Yikes! Yikes! Yikes! If you have dialup this could take a very long time. Now you know why I was “schlafing” my feet at posting this next one. I promise the last 2 states won’t be this long or take this long to put up.
I’d first of all like to say that Boston is a great place to be from – about 1087 miles from. No seriously, we enjoyed our tour of Boston but we did not enjoy driving in Boston at all. We relied on GPS quite a bit and there are lots of tunnels in Boston. So, we drive into a tunnel and our GPS freezes up from lack of signal and there are exits going off of the tunnels. Yes, I know there is such a thing as road maps and yes, we did use them some too but Boston notoriously leaves the commuter in the dark, placing the exit signs and other route signs just passed the place where you were supposed to turn, instead of given you ample warning.
That is the phlegmatic version. For non-phlegmatic version, talk to my sister.
We were only at the airport 4 times so by the last time in we had it pretty much figured out. Massachusetts has lots of history. We took a narrated tour of Boston, we spent several days in Plymouth, and were in Concord twice.
I would recommend the narrated bus tours of Boston as you can enjoy the city and hear the history without having to navigate the busy streets. The gentleman above did a wonderful job driving the bus and narrating as he went.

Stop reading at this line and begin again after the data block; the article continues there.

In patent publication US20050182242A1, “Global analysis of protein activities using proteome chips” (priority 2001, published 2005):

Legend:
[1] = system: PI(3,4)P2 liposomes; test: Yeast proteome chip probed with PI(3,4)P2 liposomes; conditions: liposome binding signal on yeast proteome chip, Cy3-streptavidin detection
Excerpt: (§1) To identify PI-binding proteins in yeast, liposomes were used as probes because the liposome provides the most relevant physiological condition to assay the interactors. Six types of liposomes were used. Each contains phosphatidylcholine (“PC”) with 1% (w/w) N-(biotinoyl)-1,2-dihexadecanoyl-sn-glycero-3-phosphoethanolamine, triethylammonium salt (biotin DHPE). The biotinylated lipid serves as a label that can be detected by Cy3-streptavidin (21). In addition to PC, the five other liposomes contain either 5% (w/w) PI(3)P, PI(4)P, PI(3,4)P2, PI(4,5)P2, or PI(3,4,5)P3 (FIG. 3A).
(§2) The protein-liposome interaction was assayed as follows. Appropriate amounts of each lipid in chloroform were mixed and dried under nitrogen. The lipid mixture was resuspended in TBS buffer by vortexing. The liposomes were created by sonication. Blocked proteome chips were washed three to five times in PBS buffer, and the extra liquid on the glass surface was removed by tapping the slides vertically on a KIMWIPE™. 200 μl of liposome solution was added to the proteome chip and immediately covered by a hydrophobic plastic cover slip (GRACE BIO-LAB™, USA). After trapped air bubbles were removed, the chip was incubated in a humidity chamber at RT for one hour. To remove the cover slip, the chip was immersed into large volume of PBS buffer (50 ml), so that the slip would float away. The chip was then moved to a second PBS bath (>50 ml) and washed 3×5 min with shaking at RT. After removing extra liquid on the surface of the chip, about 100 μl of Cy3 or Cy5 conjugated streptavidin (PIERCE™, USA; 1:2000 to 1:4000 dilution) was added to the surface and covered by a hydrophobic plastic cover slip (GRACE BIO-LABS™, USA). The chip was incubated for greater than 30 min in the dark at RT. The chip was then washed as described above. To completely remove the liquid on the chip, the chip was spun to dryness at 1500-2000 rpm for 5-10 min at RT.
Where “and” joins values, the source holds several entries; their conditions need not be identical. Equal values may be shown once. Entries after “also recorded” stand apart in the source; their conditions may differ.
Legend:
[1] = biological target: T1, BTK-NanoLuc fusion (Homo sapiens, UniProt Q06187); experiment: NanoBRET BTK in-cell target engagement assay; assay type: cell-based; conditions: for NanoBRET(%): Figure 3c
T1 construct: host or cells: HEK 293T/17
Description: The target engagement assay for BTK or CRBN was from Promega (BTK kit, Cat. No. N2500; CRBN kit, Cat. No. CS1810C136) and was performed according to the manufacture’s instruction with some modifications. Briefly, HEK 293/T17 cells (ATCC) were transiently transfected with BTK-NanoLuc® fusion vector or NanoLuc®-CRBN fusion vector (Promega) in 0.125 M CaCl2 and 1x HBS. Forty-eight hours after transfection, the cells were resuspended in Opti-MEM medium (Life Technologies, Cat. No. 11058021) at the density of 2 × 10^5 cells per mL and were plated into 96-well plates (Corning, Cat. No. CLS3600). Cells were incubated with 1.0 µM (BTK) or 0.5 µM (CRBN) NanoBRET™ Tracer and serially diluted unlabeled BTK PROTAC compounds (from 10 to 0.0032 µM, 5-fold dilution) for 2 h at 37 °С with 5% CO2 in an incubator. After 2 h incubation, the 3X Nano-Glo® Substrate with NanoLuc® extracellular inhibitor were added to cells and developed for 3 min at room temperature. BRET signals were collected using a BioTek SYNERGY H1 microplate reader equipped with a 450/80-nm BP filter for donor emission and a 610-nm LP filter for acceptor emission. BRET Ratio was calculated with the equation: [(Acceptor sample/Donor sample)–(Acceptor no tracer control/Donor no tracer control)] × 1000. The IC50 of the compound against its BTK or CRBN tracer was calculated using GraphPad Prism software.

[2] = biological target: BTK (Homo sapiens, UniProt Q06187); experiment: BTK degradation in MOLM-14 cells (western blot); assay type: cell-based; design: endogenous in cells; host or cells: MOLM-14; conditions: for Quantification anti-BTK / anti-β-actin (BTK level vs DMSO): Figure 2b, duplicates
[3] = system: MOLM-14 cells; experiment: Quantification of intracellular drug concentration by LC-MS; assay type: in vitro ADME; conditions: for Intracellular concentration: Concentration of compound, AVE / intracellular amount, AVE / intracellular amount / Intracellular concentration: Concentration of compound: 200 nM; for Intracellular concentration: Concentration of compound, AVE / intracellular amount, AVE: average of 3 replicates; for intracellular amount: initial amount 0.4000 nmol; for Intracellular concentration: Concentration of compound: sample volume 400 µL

Some of the highlights of the tour were seeing the Boston Commons, the area where the North Church is,
the public gardens, “Old Ironsides,” which incidentally is not made of iron but of Georgia Live Oak. The hull at the waterline was about 26″ thick and the artillery could not penetrate it, thus it received the nickname “Old Ironsides”. The Battle of Bunker Hill memorial is there on the left.
through Harvard University campus.
There was also a harbor tour:
The airport is right on the edge of the ocean:
I love the contrasts of the old and new buildings.
Some of the Boston Harbor area was reclaimed as filled area by the colonists who wanted more land mass. Some of the buildings are built on posts that are in water. They have to closely monitor the water level because if it drops too low, the posts will begin to rot and the building will be in trouble.
A Holocaust Memorial, with 6,000,000 numbers etched in the glass:
In Boston, there is a law that prevents the exterior of buildings to be changed in any way. At one place there was an old church that had been burned out. Since some of the ruins were there, but could not be changed, a college dorm building was built behind it.
Robert McCloskey, author and illustrator of many children’s books, is from this area. The bronze ducks here are a tribute to him and come from his book Make Way for Ducklings. He has fantastic illustrations in some of his books!!
Concord and Lexington also have lots of history. The minutemen William Dawes, Paul Revere and Samuel Prescott slipped past the British troops to warn of the plans the British had of capturing the munitions at Concord. In the North Church steeple in Boston is where 2 lanterns were hung, indicating that the British were coming by sea (river).
Interestingly enough, Paul Revere never completed the ride. He was captured and released, but the British kept his horse. And no taxis were running that day.